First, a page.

DETROW: Of course, that's partially because a chaotic, contested convention is every political reporter's fantasy. Unruh's already been a delegate at seven different conventions. She's calling her proposed rules change a conscience clause, as in delegates should have the ability to say they can't vote for Trump in good conscience. That's not something she's had to worry about at previous conventions.
UNRUH: The last seven nominees have never been my first choice, but they at least reflected the Republican Party platform.
DETROW: Here's how things will go down this week. The convention's Rules Committee meets tomorrow and Friday. That's where Unruh will make her proposal. The Trump campaign and the Republican Party obviously don't want it to pass, since that would unbind delegates who are otherwise obligated to vote for Trump. But Unruh only needs 28 members of the 112-person panel to support it. If that happens, it would go to the full convention next week for an up or down vote. And that's where Unruh's ally Dane Waters comes in.
DANE WATERS: So what we're doing - we're emailing them. We're calling them.
DETROW: He's the head of a group called Delegates Unbound. They're trying to track down delegates to get their support. Waters says they'll be texting out real-time instructions to delegates during the floor proceedings.
WATERS: Oh, yeah, I mean, it's like, you know - you know, we have parliamentarians who are involved in this effort who will come in and say, OK, we need to object here, object there.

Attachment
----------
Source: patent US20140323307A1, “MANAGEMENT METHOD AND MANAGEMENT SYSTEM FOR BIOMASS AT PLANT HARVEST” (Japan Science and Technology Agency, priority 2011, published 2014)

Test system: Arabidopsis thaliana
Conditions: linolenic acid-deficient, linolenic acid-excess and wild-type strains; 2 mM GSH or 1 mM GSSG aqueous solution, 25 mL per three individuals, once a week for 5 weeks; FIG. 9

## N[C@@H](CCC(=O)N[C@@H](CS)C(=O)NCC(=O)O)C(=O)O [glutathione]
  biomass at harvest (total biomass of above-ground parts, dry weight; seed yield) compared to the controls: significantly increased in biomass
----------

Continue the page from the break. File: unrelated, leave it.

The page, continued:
DETROW: So say this actually works - that the dog catches the car, and suddenly enough delegates have voted for the new language that the convention can ditch Trump. There are a couple problems. Trump won a majority of delegates when the voters actually went to the polls. And as he regularly points out, he earned more primary votes than any Republican in history. Telling millions of primary voters to take a hike would fly in the face of decades of precedent. The second problem is more practical, as Unruh acknowledges.
UNRUH: We're running a campaign without a presidential candidate against a presumptive nominee.
DETROW: So it appears the odds of all this falling into place are nearly impossible, but Unruh and Waters are confident. They're both quoting one of those underdog sports movies, "Field of Dreams," saying if you build it, he will come. Scott Detrow, NPR News, Cleveland. Transcript provided by NPR, Copyright NPR.